2nd Circuit: Conn. city can force police to cover tattoos
NEW YORK — A federal appeals court said yesterday that Hartford, Conn., police officers with offensive tattoos can be ordered not to display them, disappointing five officers who claimed the ban violates their First Amendment rights.
“A police department has a reasonable interest in not offending or appearing unprofessional before the public it serves,” the 2nd U.S. Circuit Court of Appeals said.
The three-judge panel said a lower court judge was right last March to dismiss the lawsuit brought by five policemen against the city and its former police chief.
The plaintiffs had argued that a city order giving the police chief the authority to ban offensive tattoos was unconstitutional because it violated their First Amendment rights.
The 2nd Circuit noted in Inturri v. City of Hartford that the order affects only tattoos displayed by on-duty police officers. It said the First Amendment rights of public employees are significantly more limited than those of the general public.
A lawyer for the five policemen, Jon L. Schoenhorn, said the courts were being unfair.
“Public employees certainly do not lose all their rights just because they receive a paycheck from a public entity,” he said.
Schoenhorn said his clients' so-called spider tattoo, which looks like a spider web, was banned by the Hartford Police Department after a disgruntled detective who was angry at a union for police employees claimed the tattoo had racial overtones.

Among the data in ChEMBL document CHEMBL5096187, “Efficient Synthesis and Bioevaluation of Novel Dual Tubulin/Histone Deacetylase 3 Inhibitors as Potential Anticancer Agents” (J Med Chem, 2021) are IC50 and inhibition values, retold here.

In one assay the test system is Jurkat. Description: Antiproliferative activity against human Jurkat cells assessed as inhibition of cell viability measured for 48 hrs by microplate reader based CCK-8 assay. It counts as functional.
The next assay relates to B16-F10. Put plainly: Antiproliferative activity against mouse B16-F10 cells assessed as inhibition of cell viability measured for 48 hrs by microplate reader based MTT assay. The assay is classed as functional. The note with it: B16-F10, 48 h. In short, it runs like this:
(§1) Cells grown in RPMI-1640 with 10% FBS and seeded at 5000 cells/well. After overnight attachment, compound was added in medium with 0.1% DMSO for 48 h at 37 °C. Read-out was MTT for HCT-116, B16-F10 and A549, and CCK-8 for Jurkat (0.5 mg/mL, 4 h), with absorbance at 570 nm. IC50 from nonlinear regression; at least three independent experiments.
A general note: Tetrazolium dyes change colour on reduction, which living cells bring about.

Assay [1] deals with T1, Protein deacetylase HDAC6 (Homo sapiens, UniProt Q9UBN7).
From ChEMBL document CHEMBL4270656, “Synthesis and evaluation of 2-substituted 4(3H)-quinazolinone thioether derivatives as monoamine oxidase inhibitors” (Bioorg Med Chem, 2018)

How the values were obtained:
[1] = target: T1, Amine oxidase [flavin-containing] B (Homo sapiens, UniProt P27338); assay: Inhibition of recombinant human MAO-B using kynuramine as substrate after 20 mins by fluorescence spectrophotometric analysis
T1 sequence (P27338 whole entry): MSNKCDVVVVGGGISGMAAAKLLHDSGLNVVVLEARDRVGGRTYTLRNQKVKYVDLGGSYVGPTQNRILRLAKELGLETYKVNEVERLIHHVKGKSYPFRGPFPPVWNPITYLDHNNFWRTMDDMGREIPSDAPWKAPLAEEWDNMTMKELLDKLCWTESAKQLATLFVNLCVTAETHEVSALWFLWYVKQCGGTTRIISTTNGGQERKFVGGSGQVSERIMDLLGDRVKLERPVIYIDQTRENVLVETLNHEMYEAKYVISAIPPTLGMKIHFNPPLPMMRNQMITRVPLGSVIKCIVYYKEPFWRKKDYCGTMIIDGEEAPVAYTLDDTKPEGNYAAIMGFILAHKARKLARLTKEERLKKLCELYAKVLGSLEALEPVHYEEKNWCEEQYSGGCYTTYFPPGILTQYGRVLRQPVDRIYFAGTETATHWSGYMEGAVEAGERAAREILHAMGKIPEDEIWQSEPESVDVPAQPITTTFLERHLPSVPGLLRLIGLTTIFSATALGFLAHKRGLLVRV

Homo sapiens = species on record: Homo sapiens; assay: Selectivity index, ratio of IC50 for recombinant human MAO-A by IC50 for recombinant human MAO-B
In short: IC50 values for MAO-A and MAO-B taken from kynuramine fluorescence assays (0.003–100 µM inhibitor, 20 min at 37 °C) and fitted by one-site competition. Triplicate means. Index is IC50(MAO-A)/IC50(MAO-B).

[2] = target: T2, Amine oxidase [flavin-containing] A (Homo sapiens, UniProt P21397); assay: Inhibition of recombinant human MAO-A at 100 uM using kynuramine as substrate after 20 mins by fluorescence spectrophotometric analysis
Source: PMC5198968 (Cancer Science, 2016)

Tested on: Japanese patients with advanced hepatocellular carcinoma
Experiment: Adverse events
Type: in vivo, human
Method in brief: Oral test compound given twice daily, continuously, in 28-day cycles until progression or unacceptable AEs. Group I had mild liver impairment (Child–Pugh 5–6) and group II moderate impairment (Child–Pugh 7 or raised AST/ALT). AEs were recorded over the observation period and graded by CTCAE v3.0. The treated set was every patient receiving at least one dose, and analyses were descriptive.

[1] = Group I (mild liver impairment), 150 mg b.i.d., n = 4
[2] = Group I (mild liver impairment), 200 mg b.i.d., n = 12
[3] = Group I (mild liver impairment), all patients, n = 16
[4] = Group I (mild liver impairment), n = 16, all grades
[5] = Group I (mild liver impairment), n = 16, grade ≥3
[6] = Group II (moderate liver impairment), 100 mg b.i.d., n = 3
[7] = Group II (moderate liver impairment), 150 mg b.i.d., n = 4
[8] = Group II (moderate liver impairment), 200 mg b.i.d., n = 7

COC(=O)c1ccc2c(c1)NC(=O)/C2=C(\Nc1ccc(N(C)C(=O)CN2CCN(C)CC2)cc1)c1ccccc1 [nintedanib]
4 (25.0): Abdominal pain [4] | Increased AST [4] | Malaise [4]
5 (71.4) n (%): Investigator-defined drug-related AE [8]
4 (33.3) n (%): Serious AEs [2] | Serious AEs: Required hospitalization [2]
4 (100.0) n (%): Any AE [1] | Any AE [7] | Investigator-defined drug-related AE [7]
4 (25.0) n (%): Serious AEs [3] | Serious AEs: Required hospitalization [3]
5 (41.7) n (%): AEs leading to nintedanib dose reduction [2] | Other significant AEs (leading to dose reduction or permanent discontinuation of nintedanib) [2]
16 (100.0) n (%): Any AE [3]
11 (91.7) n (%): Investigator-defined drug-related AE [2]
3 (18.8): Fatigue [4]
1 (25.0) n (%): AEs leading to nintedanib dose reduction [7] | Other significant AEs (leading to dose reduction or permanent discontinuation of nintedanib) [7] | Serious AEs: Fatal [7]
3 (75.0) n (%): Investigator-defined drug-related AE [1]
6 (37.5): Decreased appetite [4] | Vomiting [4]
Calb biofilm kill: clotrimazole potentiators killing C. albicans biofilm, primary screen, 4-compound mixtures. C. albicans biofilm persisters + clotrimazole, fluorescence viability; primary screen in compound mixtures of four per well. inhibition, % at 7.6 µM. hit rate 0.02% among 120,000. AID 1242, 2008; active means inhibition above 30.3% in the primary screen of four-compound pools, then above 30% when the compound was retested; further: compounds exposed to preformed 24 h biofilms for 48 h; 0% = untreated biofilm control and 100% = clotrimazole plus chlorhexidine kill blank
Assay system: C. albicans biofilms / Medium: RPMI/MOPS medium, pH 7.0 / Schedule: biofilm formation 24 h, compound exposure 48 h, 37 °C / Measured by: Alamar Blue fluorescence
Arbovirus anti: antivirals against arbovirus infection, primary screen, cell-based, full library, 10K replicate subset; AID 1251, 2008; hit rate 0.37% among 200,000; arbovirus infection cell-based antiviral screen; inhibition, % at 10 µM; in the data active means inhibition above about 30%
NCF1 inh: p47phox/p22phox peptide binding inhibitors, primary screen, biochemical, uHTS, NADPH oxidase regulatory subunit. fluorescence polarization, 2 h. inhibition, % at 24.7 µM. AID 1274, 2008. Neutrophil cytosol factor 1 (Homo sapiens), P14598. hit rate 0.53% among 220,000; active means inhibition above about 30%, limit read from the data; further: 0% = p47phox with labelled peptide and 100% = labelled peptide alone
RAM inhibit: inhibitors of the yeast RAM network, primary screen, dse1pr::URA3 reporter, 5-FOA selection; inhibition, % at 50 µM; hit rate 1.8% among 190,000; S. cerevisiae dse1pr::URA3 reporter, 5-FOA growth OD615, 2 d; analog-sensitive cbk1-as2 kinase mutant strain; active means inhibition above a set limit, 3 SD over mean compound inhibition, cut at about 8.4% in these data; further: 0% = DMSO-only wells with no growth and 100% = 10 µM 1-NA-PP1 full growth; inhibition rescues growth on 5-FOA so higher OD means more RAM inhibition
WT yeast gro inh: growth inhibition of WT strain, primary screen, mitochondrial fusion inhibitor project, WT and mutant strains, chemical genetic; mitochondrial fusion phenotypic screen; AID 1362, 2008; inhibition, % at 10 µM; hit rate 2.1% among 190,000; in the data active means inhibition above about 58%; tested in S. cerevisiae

The lawyer said his own research indicated the tattoo began during the Vietnam War and each line of the web pertained to how many tours of duty were performed overseas. He conceded that a white supremacy group had adopted the spider tattoo, among dozens of others, but he said the officers should not be punished for that.
“Just because some racist organization decided to adopt it, it did not suddenly transform these officers into racists,” Schoenhorn said.
The five officers are upset in part because the order forces them to wear armbands over their elbow tattoos when they wear short-sleeve shirts, their lawyer said.
“It's singling them out for ridicule,” he said. “Some are military vets.”
He said the police department had created a precedent for any tattoo to be banned if someone complained about it or linked it to a hate group.
“Now it's going to be open season,” he said. “If somebody doesn't like a cross or an American flag, you'll have to cover that, too.”
A telephone message for comment left with Hartford's law office was not immediately returned.